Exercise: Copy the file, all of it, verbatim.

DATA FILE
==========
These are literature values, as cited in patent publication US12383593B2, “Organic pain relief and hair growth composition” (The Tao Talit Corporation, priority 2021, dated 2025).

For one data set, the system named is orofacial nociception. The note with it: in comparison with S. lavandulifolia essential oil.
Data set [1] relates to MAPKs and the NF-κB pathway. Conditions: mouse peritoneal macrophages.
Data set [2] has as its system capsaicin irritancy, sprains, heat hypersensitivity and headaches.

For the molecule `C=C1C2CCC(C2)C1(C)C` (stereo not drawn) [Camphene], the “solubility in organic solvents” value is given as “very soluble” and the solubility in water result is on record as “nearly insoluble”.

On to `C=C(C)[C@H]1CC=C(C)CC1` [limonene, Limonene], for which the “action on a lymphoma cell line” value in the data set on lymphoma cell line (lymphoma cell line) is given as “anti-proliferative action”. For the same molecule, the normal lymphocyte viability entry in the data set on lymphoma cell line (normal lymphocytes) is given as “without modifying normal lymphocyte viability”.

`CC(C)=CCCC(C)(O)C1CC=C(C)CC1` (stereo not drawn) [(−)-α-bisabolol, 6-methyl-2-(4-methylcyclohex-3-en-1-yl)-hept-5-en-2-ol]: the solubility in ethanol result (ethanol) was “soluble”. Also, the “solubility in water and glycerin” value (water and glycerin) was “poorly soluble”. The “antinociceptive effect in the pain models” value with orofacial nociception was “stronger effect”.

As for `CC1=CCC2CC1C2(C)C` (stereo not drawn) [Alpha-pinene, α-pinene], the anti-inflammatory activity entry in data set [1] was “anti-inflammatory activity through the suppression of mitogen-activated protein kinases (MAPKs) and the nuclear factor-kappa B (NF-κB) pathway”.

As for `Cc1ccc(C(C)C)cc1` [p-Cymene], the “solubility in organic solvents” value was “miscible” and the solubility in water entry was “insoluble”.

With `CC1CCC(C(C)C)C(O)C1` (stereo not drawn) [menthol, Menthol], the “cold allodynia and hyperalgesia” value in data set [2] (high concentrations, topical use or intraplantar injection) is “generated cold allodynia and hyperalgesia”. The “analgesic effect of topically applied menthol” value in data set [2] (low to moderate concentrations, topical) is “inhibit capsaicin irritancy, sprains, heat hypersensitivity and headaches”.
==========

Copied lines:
These are literature values, as cited in patent publication US12383593B2, “Organic pain relief and hair growth composition” (The Tao Talit Corporation, priority 2021, dated 2025).

For one data set, the system named is orofacial nociception. The note with it: in comparison with S. lavandulifolia essential oil.
Data set [1] relates to MAPKs and the NF-κB pathway. Conditions: mouse peritoneal macrophages.
Data set [2] has as its system capsaicin irritancy, sprains, heat hypersensitivity and headaches.

For the molecule `C=C1C2CCC(C2)C1(C)C` (stereo not drawn) [Camphene], the “solubility in organic solvents” value is given as “very soluble” and the solubility in water result is on record as “nearly insoluble”.

On to `C=C(C)[C@H]1CC=C(C)CC1` [limonene, Limonene], for which the “action on a lymphoma cell line” value in the data set on lymphoma cell line (lymphoma cell line) is given as “anti-proliferative action”. For the same molecule, the normal lymphocyte viability entry in the data set on lymphoma cell line (normal lymphocytes) is given as “without modifying normal lymphocyte viability”.

`CC(C)=CCCC(C)(O)C1CC=C(C)CC1` (stereo not drawn) [(−)-α-bisabolol, 6-methyl-2-(4-methylcyclohex-3-en-1-yl)-hept-5-en-2-ol]: the solubility in ethanol result (ethanol) was “soluble”. Also, the “solubility in water and glycerin” value (water and glycerin) was “poorly soluble”. The “antinociceptive effect in the pain models” value with orofacial nociception was “stronger effect”.

As for `CC1=CCC2CC1C2(C)C` (stereo not drawn) [Alpha-pinene, α-pinene], the anti-inflammatory activity entry in data set [1] was “anti-inflammatory activity through the suppression of mitogen-activated protein kinases (MAPKs) and the nuclear factor-kappa B (NF-κB) pathway”.

As for `Cc1ccc(C(C)C)cc1` [p-Cymene], the “solubility in organic solvents” value was “miscible” and the solubility in water entry was “insoluble”.

With `CC1CCC(C(C)C)C(O)C1` (stereo not drawn) [menthol, Menthol], the “cold allodynia and hyperalgesia” value in data set [2] (high concentrations, topical use or intraplantar injection) is “generated cold allodynia and hyperalgesia”. The “analgesic effect of topically applied menthol” value in data set [2] (low to moderate concentrations, topical) is “inhibit capsaicin irritancy, sprains, heat hypersensitivity and headaches”.